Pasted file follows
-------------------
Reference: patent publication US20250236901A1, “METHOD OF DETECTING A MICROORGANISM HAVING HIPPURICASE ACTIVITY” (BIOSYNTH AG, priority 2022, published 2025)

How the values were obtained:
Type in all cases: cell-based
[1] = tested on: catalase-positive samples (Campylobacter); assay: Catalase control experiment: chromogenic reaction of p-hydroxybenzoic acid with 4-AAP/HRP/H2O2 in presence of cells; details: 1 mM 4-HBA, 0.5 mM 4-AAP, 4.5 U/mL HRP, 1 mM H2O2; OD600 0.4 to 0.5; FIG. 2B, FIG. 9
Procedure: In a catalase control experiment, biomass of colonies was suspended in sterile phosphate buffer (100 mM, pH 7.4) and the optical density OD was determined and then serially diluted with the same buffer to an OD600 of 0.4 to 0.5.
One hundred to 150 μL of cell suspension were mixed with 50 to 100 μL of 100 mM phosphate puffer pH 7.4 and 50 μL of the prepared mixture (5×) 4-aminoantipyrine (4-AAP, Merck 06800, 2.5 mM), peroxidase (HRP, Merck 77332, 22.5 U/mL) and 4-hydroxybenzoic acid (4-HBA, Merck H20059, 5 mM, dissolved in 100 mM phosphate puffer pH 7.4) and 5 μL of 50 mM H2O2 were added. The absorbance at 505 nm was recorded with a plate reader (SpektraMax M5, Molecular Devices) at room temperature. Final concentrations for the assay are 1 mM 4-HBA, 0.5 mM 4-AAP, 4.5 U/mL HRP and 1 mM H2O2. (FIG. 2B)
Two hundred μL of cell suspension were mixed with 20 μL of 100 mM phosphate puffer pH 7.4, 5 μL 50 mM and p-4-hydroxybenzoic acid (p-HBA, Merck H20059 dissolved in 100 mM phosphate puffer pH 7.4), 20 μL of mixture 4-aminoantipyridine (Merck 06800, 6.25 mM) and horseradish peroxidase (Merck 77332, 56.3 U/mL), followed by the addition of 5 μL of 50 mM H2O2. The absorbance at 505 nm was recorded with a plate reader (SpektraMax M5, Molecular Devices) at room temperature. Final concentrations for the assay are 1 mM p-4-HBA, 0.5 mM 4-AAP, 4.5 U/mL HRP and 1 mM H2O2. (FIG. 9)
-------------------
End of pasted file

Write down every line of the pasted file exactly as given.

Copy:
Reference: patent publication US20250236901A1, “METHOD OF DETECTING A MICROORGANISM HAVING HIPPURICASE ACTIVITY” (BIOSYNTH AG, priority 2022, published 2025)

How the values were obtained:
Type in all cases: cell-based
[1] = tested on: catalase-positive samples (Campylobacter); assay: Catalase control experiment: chromogenic reaction of p-hydroxybenzoic acid with 4-AAP/HRP/H2O2 in presence of cells; details: 1 mM 4-HBA, 0.5 mM 4-AAP, 4.5 U/mL HRP, 1 mM H2O2; OD600 0.4 to 0.5; FIG. 2B, FIG. 9
Procedure: In a catalase control experiment, biomass of colonies was suspended in sterile phosphate buffer (100 mM, pH 7.4) and the optical density OD was determined and then serially diluted with the same buffer to an OD600 of 0.4 to 0.5.
One hundred to 150 μL of cell suspension were mixed with 50 to 100 μL of 100 mM phosphate puffer pH 7.4 and 50 μL of the prepared mixture (5×) 4-aminoantipyrine (4-AAP, Merck 06800, 2.5 mM), peroxidase (HRP, Merck 77332, 22.5 U/mL) and 4-hydroxybenzoic acid (4-HBA, Merck H20059, 5 mM, dissolved in 100 mM phosphate puffer pH 7.4) and 5 μL of 50 mM H2O2 were added. The absorbance at 505 nm was recorded with a plate reader (SpektraMax M5, Molecular Devices) at room temperature. Final concentrations for the assay are 1 mM 4-HBA, 0.5 mM 4-AAP, 4.5 U/mL HRP and 1 mM H2O2. (FIG. 2B)
Two hundred μL of cell suspension were mixed with 20 μL of 100 mM phosphate puffer pH 7.4, 5 μL 50 mM and p-4-hydroxybenzoic acid (p-HBA, Merck H20059 dissolved in 100 mM phosphate puffer pH 7.4), 20 μL of mixture 4-aminoantipyridine (Merck 06800, 6.25 mM) and horseradish peroxidase (Merck 77332, 56.3 U/mL), followed by the addition of 5 μL of 50 mM H2O2. The absorbance at 505 nm was recorded with a plate reader (SpektraMax M5, Molecular Devices) at room temperature. Final concentrations for the assay are 1 mM p-4-HBA, 0.5 mM 4-AAP, 4.5 U/mL HRP and 1 mM H2O2. (FIG. 9)